Whether 'tis nobler in the heart to yield to the slings and arrows of outrageous guilt in the act of misguidance, or be true and forever persecuted for your misdoings, to roughly paraphrase The Bard.
Should our conscience get the better of us? Should we not always be compelled to tell the truth, the whole truth and nothing but the truth, or our understanding of the truth, so help us? Or, are we comfortable submitting, reporting, or presenting some version of the truth, something our minions will love us for?
Last year, I wrote a column "Double Bubble". It was a reaction piece to special inspector general for the Troubled Asset Relief Program, (TARP) Neil Barofsky's fiery and hyper-honest report to Congress in Jan. 30, 2010.
New York Magazine views Barofsky as a Democrat, as someone who knows that his bouts of compulsive honesty don't make him "the most popular person in the Treasury Department," or in the administration. But that, as he sees it, is his responsibility.
"I took this job, and there's only one way to do it, which is without worrying about anything but the truth, and delivering to the taxpayer what they deserve, which is an honest appraisal of what happened."
I was so spellbound by him last year that I had to follow up on him to get an update. I was stunned by two things. One, this year's report had little resemblance to last year's. It was softer, littered with smoother statements veiled in ambiguity and hopeful flowery statements. Two, Barofsky tendered his resignation, effective March 30, two weeks after its publication with no real reason given after two years as special inspector general.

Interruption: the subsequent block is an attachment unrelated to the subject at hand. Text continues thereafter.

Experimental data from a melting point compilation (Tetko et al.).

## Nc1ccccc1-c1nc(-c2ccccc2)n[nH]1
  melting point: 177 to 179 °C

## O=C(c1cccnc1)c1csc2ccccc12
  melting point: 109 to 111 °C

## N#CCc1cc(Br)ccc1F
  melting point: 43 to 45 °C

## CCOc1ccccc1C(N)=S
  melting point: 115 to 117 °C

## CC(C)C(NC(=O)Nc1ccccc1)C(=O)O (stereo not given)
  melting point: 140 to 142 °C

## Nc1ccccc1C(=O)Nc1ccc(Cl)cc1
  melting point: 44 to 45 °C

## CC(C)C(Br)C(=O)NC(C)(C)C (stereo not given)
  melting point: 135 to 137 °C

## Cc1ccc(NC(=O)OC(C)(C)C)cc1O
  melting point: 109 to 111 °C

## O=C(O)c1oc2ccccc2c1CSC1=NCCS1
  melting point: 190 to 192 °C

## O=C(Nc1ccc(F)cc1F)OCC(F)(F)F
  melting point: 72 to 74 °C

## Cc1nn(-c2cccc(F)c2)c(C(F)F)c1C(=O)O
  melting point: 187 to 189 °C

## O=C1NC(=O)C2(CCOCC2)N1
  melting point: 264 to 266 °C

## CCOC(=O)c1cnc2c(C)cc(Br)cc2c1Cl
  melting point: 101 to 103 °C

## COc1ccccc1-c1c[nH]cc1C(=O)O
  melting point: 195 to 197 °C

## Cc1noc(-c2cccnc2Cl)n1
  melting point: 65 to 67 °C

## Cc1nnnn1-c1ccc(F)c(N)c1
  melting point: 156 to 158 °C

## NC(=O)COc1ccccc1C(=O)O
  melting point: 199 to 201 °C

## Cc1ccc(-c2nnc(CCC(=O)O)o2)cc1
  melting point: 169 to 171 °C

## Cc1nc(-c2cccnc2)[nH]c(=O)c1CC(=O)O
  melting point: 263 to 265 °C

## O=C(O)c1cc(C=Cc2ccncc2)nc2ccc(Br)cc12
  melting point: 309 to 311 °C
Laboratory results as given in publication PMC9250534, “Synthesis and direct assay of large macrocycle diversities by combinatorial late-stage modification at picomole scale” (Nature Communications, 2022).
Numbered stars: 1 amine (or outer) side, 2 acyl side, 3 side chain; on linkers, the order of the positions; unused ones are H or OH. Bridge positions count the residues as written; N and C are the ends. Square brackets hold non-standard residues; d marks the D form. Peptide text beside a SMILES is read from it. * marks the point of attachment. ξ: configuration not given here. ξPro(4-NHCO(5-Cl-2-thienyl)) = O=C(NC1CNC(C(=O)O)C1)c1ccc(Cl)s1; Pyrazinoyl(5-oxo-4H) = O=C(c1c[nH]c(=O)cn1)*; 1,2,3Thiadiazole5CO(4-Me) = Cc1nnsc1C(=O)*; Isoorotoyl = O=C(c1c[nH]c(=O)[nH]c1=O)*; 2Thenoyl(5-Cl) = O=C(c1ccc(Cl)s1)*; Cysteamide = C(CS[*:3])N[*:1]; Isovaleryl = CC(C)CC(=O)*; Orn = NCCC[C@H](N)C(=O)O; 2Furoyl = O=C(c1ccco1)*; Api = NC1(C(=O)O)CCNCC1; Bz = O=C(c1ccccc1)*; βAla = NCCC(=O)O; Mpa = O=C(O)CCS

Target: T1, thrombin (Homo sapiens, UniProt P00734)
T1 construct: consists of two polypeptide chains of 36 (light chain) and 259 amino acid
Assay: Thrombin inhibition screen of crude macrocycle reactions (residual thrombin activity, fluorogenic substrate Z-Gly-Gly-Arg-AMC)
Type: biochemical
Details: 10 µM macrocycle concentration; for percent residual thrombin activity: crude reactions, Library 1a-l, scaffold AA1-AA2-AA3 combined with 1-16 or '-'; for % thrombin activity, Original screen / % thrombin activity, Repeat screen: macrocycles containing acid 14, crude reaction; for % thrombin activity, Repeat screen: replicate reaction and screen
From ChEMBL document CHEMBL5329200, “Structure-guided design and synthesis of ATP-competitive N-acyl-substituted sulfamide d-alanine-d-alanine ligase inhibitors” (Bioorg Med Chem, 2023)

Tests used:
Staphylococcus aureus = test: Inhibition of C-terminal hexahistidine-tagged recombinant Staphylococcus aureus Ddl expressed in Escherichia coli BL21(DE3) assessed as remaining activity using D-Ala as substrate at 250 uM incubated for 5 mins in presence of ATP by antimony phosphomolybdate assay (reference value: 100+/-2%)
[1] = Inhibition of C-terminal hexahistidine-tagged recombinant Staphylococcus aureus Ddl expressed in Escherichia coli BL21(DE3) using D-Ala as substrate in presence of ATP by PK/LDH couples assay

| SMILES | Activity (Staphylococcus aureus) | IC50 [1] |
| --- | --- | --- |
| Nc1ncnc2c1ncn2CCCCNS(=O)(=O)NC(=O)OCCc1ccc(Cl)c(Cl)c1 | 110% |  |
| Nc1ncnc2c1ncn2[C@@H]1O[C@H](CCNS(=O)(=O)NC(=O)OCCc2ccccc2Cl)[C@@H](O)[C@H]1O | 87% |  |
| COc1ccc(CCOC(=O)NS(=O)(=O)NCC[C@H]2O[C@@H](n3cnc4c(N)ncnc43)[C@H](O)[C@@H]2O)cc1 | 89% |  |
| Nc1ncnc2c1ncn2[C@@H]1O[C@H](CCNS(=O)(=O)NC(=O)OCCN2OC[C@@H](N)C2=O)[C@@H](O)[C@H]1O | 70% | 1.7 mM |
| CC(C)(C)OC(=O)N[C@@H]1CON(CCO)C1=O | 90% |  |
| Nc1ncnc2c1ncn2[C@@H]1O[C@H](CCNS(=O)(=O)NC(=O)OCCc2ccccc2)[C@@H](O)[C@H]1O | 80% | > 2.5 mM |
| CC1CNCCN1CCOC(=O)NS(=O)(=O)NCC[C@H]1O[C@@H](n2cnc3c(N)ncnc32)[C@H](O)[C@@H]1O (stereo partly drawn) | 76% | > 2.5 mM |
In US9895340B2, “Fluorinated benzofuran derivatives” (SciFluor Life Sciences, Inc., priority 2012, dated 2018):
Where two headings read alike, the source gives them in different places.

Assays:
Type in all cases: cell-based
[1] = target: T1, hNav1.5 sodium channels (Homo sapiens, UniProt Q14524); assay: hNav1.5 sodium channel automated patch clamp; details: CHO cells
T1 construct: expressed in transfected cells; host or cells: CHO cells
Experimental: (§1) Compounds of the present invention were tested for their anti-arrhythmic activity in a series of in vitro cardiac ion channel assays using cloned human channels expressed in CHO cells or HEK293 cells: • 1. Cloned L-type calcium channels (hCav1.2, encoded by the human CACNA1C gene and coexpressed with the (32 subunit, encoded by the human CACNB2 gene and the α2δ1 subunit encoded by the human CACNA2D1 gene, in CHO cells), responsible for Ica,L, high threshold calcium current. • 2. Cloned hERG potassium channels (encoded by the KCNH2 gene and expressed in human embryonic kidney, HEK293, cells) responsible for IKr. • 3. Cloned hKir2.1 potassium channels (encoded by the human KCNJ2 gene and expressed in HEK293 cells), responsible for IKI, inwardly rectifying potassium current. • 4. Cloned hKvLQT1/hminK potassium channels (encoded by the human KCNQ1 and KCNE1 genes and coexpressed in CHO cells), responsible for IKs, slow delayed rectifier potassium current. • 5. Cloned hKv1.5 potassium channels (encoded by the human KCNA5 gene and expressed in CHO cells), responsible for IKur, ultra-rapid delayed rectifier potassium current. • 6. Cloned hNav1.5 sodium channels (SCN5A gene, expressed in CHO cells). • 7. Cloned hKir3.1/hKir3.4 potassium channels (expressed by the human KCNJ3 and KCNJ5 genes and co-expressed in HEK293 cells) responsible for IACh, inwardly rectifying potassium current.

What happened? Can't we handle the truth? Or maybe someone thought we can't handle his truth. Maybe we don't want the truth because it will create chaos and utter dissolve of everything we hold dear and good.
Maybe it is better if we sugar coat ugly truths. Can you imagine how many of us would jump ship if someone actually told us: "Folks, this ship is sinking, but we'd like you to stay invested and we'll just wait and see how long we stay afloat"?
Or is it more humane to say: "Folks don't worry, hit a speed bump but we're right on track to land exactly where we planned, and we're going to get there faster than we thought" and then sink anyway?
The testament of true leadership is communicating confidence and creativity to compel your followers to act, or react, to circumstances and events as you follow the path to your objective, your destiny. It is easy to reveal positive, supportive results that prove your leadership is working. But true leaders shine when they convey failure and disappointment and maintain the confidence of the entity.
Humanity is compassionate when it comes to true humility. Leaders ought to be compelled to sincerely and honestly stand up and shoulder the responsibility of failures, whether those failures are within their control or not.
According to Barofsky, the website last year had millions of hits by Americans eager to read his frank words. Maybe that is a sign. Maybe folks do want the truth and nothing but the truth.
JOANNA MAKOMASKI is a specialist in innovative enterprise risk management methods and implementation techniques.
April 1, 2011
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